Big, bright screen
The 3.5 inch screen is very clear and is touch-sensitive for fair weather operation. In ‘proper’ weather, or with gloves, you can use the large front and side buttons instead. Navigating around the map and zooming in and out is quick and responsive. The lithium battery should last most
of the day, despite the speedy processor and well-lit screen. Spare battery packs can be purchased for multi-day tours.
There is a huge amount that the Active 20 can do. Thankfully, there are online tuition services available to make sure you get the best out of it. If you’re not already a user of this kind of system, these services are highly recommended.
Verdict: Oversized for road cycling but good if you're looking to tour or explore off the beaten track, this offers great mapping and reliability.
How to choose the best GPS for cycling
Planning & navigation
Some will only import routes from your computer. Others will plan routes on the fly, sometimes in conjunction with your phone. Do you need directions in real time, with visual and audible warnings at each turn?
A get-you-home mode?
At a given resolution, a larger screen shows more of your OS map or OpenStreetMap (if the device supports them) giving a clearer sense of where you are. If you’re only following a breadcrumb trail and/or turn prompts, screen size is less important – ditto colour.
Most use integral, USB-rechargeable batteries that will last a long day’s ride or more. If you’re touring, consider a dynohub recharging setup, a cache battery, or a device that takes disposables. For more information read Take Charge - a cyclist's guide electric power generation.
Touch screens are awkward on the move or with gloved hands. The fewer menus and buttons there are, the easier the device will be to use while riding.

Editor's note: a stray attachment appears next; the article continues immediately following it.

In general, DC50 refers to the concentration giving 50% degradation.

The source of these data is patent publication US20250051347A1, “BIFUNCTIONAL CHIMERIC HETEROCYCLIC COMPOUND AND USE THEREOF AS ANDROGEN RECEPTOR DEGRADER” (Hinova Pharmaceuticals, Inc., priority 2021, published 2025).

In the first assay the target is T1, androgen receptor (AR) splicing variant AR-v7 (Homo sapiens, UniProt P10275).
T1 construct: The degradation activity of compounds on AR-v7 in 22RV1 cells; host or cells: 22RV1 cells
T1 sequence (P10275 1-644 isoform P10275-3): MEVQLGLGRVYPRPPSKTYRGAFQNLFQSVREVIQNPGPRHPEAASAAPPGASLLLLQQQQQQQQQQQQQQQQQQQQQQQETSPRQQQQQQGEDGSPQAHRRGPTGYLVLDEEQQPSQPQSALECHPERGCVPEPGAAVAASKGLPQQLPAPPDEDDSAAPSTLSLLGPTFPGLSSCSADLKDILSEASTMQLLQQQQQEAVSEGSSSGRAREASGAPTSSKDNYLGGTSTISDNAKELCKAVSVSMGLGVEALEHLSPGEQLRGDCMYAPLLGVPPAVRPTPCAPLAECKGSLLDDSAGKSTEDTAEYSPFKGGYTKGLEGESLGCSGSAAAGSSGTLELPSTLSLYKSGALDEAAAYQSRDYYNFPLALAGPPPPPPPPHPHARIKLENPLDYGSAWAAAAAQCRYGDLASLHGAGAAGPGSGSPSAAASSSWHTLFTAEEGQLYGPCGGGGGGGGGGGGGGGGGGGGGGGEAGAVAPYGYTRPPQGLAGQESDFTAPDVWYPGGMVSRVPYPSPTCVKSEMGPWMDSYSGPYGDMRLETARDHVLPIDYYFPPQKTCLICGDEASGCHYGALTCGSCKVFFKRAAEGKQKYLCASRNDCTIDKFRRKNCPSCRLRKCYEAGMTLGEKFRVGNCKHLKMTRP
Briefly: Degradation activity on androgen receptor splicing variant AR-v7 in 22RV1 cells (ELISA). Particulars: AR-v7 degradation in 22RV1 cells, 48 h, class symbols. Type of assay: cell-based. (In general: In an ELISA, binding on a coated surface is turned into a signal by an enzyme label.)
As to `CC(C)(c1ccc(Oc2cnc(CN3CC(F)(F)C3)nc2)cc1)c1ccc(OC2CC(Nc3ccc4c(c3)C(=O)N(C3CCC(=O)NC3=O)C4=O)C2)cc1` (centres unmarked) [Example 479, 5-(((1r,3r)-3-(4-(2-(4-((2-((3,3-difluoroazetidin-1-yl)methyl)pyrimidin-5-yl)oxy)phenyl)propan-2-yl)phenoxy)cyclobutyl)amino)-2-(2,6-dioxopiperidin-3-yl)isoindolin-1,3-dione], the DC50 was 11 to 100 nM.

All GPS computers will log and display things like distance travelled, average speed, and so on. Some will also do heart rate, power, and cadence, given appropriate sensors.
A customisable display limits extraneous info.
Cyclists have always been keen on knowing where they’re going, planning routes, and checking out how far, how fast, and how high they’ve been. Paper maps are great for route planning and fine for on-road navigation, and simple computers with a wheel sensor will record vital data. A GPS device brings all that together, as well as showing where you are, where you’ve been, and where you’re going.
One option is your smartphone. With its embedded mapping function backed up by one of the multitude of navigation and performance tracking apps, it may do everything you need. Yet smartphone battery life can be poor, and phones are not particularly robust or weatherproof.
The other option is a dedicated GPS computer. These range from relatively simple devices that give you just the stats of your ride, through to fully interactive navigation computers that will keep you in touch with social media whilst monitoring your heart, power, and cadence, as well as where you’re going. We’ve focused here on devices that you can use